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Krzysztof Szalewicz, UD professor of physics and astronomy, led the development of the first computer model that can accurately predict both the properties of a pair of water molecules and of liquid water.
UD photo by Kathy F. Atkinson

Equipped with high-speed computers and the laws of physics, scientists from the University of Delaware and Radboud University in the Netherlands have developed a new method to “flush out” the hidden properties of water--and without the need for painstaking laboratory experiments.

Their new first-principle simulation of water molecules--based exclusively on quantum physics laws and utilizing no experimental data--will aid science and industry in a broad range of applications, from biological investigations of protein folding and other life processes, to the design of the next generation of power plants.

The research is reported in the article “Predictions of the Properties of Water from First Principles” in the March 2 issue of Science, a prestigious international journal.

Krzysztof Szalewicz, professor of physics and astronomy at the University of Delaware, led the scientific team, which included Robert Bukowski, a former UD postdoctoral researcher who is now at Cornell University, and Gerrit Groenenboom and Ad van der Avoird from the Institute for Molecules and Materials at Radboud University in Nijmegen, Netherlands. The UD research was sponsored by the National Science Foundation.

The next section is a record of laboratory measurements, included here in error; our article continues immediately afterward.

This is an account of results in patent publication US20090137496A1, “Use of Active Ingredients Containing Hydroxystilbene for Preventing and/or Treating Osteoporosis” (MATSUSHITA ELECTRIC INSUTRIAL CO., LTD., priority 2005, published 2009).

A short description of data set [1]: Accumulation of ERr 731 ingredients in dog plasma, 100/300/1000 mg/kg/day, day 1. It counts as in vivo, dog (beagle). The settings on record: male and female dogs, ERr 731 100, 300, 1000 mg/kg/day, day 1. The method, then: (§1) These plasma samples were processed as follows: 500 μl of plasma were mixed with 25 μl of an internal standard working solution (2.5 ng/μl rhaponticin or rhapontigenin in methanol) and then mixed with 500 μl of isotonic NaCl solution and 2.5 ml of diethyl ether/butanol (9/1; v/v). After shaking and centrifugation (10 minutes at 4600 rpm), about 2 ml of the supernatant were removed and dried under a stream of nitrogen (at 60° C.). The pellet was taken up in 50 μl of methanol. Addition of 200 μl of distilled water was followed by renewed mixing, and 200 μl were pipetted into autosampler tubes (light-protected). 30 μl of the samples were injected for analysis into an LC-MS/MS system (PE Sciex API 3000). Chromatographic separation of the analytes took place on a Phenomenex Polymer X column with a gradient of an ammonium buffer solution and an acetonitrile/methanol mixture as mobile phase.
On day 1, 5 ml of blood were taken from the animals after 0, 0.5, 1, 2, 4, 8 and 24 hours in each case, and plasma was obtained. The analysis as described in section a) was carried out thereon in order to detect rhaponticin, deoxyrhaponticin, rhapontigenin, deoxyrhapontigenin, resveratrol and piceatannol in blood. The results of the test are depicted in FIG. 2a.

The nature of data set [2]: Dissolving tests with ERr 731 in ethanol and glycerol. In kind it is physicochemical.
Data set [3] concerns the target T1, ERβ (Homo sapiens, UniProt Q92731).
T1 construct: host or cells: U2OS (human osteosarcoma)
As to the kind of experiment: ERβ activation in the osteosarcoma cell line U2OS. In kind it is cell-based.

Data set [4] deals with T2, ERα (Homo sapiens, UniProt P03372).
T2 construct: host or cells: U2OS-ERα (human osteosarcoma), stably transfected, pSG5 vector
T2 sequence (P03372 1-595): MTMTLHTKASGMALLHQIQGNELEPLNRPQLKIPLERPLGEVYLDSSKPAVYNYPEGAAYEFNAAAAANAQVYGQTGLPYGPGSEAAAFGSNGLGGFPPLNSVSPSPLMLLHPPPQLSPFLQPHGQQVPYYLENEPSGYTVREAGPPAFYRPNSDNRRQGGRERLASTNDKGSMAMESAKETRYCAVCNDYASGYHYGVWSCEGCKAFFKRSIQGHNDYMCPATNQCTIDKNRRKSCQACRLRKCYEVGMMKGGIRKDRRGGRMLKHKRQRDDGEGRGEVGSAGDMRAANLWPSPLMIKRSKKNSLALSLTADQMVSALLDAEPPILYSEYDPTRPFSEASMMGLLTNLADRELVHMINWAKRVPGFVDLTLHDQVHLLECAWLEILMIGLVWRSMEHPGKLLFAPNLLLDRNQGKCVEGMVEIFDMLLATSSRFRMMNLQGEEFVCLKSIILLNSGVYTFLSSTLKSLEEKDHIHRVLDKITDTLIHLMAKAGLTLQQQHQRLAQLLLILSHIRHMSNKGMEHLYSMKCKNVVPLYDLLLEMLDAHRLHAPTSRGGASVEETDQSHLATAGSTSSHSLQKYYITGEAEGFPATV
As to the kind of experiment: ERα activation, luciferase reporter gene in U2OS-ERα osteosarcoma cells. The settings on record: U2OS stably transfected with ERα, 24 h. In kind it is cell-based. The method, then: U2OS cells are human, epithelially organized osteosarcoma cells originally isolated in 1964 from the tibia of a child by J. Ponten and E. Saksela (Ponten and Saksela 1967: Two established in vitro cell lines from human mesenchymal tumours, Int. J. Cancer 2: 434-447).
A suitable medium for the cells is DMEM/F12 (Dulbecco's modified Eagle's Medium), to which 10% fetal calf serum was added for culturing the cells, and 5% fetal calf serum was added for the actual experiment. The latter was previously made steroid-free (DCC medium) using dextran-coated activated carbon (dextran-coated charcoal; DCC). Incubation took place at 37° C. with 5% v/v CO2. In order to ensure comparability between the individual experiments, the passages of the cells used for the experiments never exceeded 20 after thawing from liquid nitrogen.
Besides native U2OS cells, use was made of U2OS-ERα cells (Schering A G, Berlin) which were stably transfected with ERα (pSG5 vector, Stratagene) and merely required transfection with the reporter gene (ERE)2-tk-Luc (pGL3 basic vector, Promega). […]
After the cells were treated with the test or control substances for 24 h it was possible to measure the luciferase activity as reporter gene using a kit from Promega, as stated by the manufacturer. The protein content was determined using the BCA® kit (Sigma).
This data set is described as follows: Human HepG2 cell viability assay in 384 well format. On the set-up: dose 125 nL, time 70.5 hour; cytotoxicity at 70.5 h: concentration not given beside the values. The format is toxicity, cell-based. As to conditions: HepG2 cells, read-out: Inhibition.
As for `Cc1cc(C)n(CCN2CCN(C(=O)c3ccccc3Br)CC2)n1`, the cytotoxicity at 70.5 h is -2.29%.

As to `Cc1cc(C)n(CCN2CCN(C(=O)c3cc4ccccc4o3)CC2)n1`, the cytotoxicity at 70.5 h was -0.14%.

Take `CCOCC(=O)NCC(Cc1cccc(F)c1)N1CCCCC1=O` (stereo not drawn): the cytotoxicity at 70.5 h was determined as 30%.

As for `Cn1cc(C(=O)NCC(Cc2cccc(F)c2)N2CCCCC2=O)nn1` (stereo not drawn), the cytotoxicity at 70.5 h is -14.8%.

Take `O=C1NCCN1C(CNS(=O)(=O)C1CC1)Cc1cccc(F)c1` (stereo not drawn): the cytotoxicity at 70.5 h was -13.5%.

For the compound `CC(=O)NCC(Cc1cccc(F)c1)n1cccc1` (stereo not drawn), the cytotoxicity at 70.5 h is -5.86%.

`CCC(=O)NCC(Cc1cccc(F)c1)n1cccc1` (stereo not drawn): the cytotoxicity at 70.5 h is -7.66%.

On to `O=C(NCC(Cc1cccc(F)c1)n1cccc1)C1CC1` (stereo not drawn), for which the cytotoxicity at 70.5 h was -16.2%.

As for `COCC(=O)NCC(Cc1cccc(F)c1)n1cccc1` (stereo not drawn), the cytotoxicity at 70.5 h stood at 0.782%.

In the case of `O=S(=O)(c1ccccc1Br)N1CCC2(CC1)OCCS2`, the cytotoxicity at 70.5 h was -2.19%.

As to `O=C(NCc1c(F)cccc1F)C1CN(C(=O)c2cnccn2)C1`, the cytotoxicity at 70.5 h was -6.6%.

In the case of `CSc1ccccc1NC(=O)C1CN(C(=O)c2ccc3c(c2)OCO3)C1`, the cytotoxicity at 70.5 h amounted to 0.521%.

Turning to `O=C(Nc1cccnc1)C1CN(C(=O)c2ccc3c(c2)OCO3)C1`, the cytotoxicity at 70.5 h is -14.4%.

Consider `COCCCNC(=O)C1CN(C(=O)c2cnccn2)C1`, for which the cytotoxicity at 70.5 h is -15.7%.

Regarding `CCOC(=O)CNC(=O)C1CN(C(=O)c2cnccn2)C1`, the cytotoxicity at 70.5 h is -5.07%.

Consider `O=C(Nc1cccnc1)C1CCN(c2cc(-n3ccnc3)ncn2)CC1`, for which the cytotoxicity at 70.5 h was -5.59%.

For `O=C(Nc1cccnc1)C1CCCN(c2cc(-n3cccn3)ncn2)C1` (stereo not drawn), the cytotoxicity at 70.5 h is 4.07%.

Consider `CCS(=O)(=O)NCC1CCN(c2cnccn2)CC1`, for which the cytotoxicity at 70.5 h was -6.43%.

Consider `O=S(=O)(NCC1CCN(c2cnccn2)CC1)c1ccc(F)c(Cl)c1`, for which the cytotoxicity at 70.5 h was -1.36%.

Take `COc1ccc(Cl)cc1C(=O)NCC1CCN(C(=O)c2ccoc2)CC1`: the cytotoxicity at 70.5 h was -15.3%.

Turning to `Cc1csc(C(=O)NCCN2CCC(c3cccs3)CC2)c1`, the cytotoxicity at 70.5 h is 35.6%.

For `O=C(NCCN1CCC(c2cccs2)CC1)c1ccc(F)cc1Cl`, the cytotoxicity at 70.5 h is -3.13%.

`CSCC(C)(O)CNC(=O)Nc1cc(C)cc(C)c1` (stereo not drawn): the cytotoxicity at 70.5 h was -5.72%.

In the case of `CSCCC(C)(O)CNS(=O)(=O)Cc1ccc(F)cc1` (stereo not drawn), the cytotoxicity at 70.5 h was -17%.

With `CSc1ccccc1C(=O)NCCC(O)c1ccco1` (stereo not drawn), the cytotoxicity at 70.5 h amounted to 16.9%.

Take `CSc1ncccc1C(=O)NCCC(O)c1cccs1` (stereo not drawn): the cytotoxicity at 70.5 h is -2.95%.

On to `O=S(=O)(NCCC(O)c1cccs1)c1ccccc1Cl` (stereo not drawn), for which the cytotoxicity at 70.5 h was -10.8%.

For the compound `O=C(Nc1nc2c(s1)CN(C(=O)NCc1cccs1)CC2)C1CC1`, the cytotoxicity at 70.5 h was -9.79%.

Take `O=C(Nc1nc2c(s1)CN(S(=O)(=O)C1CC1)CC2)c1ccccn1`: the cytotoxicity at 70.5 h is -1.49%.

Through the use of quantum mechanics, the application of the laws of physics at the microscopic level, the scientists were able to generate a new theoretical framework for describing the structure and behavior of the water molecule atom by atom.

The result is a new model -- the first that can accurately predict both the properties of a pair of water molecules and of liquid water.

Among its many applications, the research should help scientists better understand water in not only its liquid form, but in other states as well, such as crystalline forms of ice, and water in extreme conditions, including highly reactive “supercritical” water, which is used to remove pollutants in wastewater and recover waste plastic in chemical recycling, Szalewicz said.

Media contact: Tracey Bryant, (302) 831-8185, [tbryant@udel.edu]
March 5, 2007